Epic Games Lays Off Half Of Bandcamp In Sale To Songtradr


“Music is healing,” the late musician Prince once said. Bandcamp co-founder Ethan Diamond told NPR in 2020 that the point of the independent digital music platform he was building was to bring that power of healing to everyone. Many current Bandcamp employees are going to need it. Epic Games, which acquired Bandcamp just a year ago, laid off roughly half its staff today after finalizing its sale to music licensing company Songtradr amid wide-scale cuts at the Fortnite maker. One former employee told Kotaku that nobody’s heard from Diamond since the sale was announced.

“Over the past few years the operating costs of Bandcamp have significantly increased,” Songtradr wrote in a statement. “It required some adjustments to ensure a sustainable and healthy company that can serve its community of artists and fans. After a comprehensive evaluation, including the importance of roles for smooth business operations and pre existing functions at Songtradr, 50% of Bandcamp employees have accepted offers to join Songtradr.”

The rest of the roughly 120 employees will be laid off by Epic and receive six months of severance, even as Bandcamp’s union continues to bargain with the billion-dollar company over better terms. Epic Games bought Bandcamp in March 2022 for $273 million, according to internal documents viewed by Kotaku. According to two former employees, who wished to remain anonymous because they did not want to jeopardize their severance packages, even Diamond was not aware of Epic’s plan to sell Bandcamp to Songtradr until as soon as the night before the deal was announced.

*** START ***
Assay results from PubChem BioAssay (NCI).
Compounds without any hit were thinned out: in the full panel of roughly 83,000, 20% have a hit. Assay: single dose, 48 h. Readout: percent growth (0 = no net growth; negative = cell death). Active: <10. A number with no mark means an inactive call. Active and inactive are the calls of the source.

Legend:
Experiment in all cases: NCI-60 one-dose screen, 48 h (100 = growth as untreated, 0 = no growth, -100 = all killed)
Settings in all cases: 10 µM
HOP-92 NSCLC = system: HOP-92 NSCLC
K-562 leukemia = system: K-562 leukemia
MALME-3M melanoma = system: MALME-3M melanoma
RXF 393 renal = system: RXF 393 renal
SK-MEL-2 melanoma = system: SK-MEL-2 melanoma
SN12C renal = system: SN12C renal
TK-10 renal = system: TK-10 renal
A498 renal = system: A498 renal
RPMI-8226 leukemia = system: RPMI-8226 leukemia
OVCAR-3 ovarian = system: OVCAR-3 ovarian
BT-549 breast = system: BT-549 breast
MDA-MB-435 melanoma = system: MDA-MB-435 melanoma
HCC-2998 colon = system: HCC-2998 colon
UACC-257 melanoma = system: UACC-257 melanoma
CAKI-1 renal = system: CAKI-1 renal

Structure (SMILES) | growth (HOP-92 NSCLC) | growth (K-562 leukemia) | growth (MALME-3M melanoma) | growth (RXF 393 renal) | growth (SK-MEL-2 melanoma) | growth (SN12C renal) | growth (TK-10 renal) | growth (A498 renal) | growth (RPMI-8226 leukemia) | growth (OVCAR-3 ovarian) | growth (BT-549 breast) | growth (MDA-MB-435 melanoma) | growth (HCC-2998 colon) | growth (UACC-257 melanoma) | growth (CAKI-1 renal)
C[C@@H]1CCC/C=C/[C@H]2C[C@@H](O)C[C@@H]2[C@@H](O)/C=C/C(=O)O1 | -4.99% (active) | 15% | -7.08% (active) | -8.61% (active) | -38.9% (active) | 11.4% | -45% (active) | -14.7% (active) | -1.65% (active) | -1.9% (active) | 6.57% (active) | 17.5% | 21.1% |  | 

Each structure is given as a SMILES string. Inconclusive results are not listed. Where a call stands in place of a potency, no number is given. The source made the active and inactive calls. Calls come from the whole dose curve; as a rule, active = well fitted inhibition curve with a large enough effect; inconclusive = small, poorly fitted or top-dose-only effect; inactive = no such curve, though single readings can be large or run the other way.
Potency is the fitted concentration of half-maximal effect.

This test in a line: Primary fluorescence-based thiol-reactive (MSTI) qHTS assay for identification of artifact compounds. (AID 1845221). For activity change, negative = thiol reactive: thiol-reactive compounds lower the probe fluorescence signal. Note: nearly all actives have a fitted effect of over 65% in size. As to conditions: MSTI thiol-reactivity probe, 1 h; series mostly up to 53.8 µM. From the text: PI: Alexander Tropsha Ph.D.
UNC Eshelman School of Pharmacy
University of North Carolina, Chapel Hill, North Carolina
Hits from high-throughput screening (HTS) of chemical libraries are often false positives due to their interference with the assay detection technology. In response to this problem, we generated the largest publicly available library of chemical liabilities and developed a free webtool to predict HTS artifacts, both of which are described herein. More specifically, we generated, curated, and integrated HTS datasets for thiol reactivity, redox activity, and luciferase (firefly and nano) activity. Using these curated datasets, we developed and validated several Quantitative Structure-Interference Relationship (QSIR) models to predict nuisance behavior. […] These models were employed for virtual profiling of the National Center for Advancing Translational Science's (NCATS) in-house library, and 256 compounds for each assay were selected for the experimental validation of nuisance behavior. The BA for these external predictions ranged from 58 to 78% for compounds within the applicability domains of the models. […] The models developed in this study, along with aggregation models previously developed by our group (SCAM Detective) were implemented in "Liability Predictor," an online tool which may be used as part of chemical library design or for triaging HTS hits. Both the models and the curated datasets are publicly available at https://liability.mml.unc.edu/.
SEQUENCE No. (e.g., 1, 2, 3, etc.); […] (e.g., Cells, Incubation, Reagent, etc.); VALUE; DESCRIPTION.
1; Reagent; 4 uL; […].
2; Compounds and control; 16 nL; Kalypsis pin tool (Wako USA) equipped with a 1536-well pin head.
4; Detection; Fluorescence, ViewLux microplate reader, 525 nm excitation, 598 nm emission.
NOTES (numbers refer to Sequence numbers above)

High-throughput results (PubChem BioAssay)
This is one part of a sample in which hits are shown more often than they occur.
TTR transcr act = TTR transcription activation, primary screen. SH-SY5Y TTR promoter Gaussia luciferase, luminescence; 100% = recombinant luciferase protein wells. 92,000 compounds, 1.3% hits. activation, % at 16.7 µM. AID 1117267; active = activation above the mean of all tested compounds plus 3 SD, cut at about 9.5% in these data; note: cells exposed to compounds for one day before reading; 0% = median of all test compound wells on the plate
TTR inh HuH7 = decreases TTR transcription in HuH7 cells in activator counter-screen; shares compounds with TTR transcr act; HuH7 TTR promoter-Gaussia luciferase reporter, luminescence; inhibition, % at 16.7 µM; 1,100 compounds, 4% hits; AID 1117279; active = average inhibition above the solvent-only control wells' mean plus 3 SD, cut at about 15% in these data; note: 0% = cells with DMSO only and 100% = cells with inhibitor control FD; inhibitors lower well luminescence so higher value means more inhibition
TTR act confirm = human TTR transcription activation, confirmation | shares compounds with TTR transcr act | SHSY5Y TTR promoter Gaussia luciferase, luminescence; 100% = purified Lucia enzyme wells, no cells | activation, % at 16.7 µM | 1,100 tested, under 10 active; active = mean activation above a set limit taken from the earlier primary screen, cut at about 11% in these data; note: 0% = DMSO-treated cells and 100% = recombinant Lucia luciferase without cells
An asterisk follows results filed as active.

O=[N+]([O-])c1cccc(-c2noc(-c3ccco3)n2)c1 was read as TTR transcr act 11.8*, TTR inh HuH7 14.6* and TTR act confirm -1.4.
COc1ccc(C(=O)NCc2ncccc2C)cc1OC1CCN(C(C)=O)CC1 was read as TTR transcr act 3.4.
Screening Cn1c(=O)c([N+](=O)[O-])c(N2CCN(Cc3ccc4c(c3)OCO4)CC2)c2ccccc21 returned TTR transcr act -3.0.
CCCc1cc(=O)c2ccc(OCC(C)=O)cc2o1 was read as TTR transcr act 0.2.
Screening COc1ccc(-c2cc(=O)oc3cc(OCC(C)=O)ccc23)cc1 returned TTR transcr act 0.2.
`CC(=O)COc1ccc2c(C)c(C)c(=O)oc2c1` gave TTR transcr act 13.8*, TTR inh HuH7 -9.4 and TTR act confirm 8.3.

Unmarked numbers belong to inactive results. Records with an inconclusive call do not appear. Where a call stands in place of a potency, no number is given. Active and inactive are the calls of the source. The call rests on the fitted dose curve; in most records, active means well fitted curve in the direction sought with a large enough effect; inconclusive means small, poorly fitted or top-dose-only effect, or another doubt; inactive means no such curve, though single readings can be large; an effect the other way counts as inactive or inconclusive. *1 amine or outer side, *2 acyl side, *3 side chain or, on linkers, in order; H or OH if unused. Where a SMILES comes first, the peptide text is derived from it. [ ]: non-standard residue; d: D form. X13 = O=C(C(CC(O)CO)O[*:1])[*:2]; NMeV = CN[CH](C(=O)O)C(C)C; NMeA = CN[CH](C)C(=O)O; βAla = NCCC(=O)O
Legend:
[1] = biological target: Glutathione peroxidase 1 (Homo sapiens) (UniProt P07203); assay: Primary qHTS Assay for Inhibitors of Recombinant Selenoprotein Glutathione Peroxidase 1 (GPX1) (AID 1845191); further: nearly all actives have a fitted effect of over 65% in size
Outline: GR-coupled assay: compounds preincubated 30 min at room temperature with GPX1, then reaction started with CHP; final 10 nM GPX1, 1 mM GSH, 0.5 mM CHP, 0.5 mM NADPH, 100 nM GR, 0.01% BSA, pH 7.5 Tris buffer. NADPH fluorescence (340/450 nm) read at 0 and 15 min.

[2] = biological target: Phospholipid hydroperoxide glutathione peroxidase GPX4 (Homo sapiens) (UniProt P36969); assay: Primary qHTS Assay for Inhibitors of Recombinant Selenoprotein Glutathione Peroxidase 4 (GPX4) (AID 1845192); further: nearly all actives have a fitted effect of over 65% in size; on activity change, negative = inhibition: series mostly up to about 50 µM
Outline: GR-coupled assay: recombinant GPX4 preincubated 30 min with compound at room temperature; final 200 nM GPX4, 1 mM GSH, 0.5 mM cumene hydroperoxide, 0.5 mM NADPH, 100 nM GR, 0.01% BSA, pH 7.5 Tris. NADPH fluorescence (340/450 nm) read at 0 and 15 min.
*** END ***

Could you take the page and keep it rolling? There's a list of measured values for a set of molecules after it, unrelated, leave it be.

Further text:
Diamond did not respond to a request for comment sent to his Bandcamp email address over a week ago (it has since been disconnected). Epic declined to comment on whether Diamond was aware of the deal to sell Bandcamp before it happened.

Epic Games announced it would divest itself of Bandcamp in a September 28 blog post that revealed roughly 830 layoffs across the wider company. Employees of the independent music platform, which has been an especially popular place for fans to buy from and support video game composers directly, were left in limbo in the weeks that followed as to whether they would have a job at Songtradr once the sale was complete.

Two former employees said they were immediately logged out of Epic’s company-wide Slack channel once the deal was announced on September 28, despite still being on the company’s payrolls until it officially closed. They also claimed that a majority of the staff had lost access and permissions to the tools needed to perform their regular duties in that time, grinding everything but critical functions within Bandcamp to a halt as staff waited to see who would be laid off.

During the weeks that followed, Bandcamp’s union, which represented about half of the company at the time, called on Songtradr to voluntarily recognize the union while it also negotiated with Epic over how the layoffs to union members would be handled. For example, the game publisher said that no employee who received an offer from Songtradr would remain eligible for Epic’s severance package. They would effectively be forced to take the job at the new company, despite the massive changes to conditions on the ground with Bandcamp being cut roughly in half.

“There’s no way Bandcamp will continue as Songtradr has promised,” one former employee told Kotaku earlier this month. “It’s just completely fucked up.”